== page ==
Spdwrtng: shorthand for new generation

January 07, 1993|By Orlando Sentinel

Eric Shain thought shorthand sounded like a good class for his senior year.

The 17-year-old high school student wants to study medicine at the University of Florida.

"I'll be taking a lot of hard classes, so the shorthand will make the note-taking less tedious," he said.

But when he mentioned the class to his mom, she was less than enthusiastic.

"She didn't want me to take it," he said. "She said it would be too hard. She took shorthand in college and said, 'Oh, it was really hard,' blah, blah, blah . . . "

Eric signed up for Shorthand I anyway, and he's been doing pretty well at it -- "between 50 and 60 words a minute."

But Mom is unimpressed.

Eric reports that when his mother saw his handiwork, "she said, 'That's not shorthand -- and it's a lot easier than shorthand.' "

That was news to Eric. He'd never seen what most people over 30 think of as shorthand -- the symbolic lines and curves devised by John Robert Gregg in 1888 and used by generations of secretaries.

What Eric and his peers are studying is Speedwriting, a system of rapid writing that relies on the letters of the alphabet rather than symbols. For example, the word "about" is written abt.

Speedwriting was developed by Emma B. Dearborn, a Connecticut shorthand teacher, in 1923.

But it wasn't until the 1980s -- and the pervasiveness of personal computers and tape recorders -- that Speedwriting really took off.

"With Gregg shorthand, you need about two years' worth to be reallyproficient in it," said Susan Olin, program manager for Valencia Community College's Office Systems Technology Institute in Orlando, Fla. "First you learn theory, then you build up speed.

"People figured out that with ABC shorthand [Speedwriting], they could spend less time learning it. Learning Gregg is almost like learning a foreign language."

So take a letter, Maria: Like Latin, shorthand has joined the ranks of dead languages.

"I think it's a dying art as far as the way it was used," said Denise Singler, office manager for the Orlando law firm of Bogin Munns & Munns. "Gregg was so fine-tuned; you really don't need that anymore. Attorneys dictate everything from a hand-held tape recorder."

Lawyers aren't the only ones who prefer talking to machines.

"There are only a few of the old-school die-hard employers looking for it [shorthand skills]," said Karen Fahey, director of the Business Training Institute in Orlando.

"It's so much easier for them to use a tape recorder and say what they want to say and let it be transcribed from the recording."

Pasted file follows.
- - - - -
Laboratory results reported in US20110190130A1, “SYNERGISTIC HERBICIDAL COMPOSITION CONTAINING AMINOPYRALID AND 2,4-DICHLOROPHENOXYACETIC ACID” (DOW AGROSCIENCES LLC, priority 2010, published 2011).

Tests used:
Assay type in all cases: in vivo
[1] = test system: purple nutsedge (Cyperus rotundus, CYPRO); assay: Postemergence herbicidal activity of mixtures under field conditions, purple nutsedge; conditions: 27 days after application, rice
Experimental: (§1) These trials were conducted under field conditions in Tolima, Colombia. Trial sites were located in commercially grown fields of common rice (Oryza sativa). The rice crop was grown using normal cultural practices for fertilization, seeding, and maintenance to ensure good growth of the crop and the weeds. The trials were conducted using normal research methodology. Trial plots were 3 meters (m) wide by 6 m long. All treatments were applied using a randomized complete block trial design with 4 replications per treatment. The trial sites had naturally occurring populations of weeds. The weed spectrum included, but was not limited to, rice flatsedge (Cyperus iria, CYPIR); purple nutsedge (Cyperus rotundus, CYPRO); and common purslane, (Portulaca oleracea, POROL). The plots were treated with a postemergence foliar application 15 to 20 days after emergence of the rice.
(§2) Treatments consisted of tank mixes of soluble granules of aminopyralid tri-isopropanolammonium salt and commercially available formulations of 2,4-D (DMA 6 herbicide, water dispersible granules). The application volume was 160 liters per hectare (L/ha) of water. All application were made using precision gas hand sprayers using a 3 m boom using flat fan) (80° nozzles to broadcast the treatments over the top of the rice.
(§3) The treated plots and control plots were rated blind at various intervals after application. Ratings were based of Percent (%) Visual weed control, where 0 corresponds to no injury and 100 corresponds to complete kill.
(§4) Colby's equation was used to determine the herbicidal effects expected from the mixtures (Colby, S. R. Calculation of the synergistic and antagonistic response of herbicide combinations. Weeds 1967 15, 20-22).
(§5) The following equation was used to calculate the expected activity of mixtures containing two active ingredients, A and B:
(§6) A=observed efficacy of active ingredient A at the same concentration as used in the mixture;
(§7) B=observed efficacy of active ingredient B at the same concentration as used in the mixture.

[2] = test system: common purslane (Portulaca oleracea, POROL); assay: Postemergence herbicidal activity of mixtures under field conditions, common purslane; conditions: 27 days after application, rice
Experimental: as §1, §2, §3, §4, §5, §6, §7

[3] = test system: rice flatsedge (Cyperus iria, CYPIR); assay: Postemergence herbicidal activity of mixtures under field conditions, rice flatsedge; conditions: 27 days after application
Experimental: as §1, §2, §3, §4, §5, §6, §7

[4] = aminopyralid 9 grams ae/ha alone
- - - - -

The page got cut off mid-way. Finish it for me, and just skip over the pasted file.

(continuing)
With the decline of shorthand as a business requirement, Speedwriting has supplanted shorthand in high school and business-school classrooms as well.

Nevertheless, like Latin, shorthand continues to have its admirers -- among them, longtime shorthand teachers now reduced to instructing the ignoble Speedwriting.

For these die-hards, to know Gregg is to love him.

"I like the Gregg shorthand better myself because you build speed faster," said Velma Schwenke, who teaches Speedwriting in high school.

"I don't think students will get much more than 80-90 words a minute with Speedwriting, whereas with shorthand they can get up to 120 words a minute."

Also waxing nostalgic over old-fashioned shorthand are secretaries who've been around awhile.

At Bogin Munns & Munns, Ms. Singler says, "Most of the secretaries who know Gregg shorthand turn up their noses when you talk about Speedwriting.

"But if you talk to somebody who has no formal shorthand [training], Speedwriting doesn't sound like a bad idea."

In fact, Ms. Singler says, she wouldn't mind knowing it herself. And when she interviews prospective secretaries, she views any kind of note-taking skill -- be it Gregg shorthand or Speedwriting -- as a plus, "not necessarily to take dictation but just for doing daily work.

"Say you're talking to a client and he's giving you a long, involved message. You don't have time to sit there and do that all in longhand."

Oddly enough, some companies still demand some form of quickie note-taking as a prerequisite for promotion in the secretarial ranks -- even though their secretaries never take dictation by hand.

Why require something that isn't used?

"Because the employer knows instantly that the person who knows shorthand [or Speedwriting] is going to have a better command of English skills," said Alice Andrews, of the Winter Park (Fla.) Adult Vocational Center. "In shorthand, you have to transcribe, put punctuation in, spell, be grammatically correct. All that is part of the curriculum" when you study shorthand or Speedwriting, she said.

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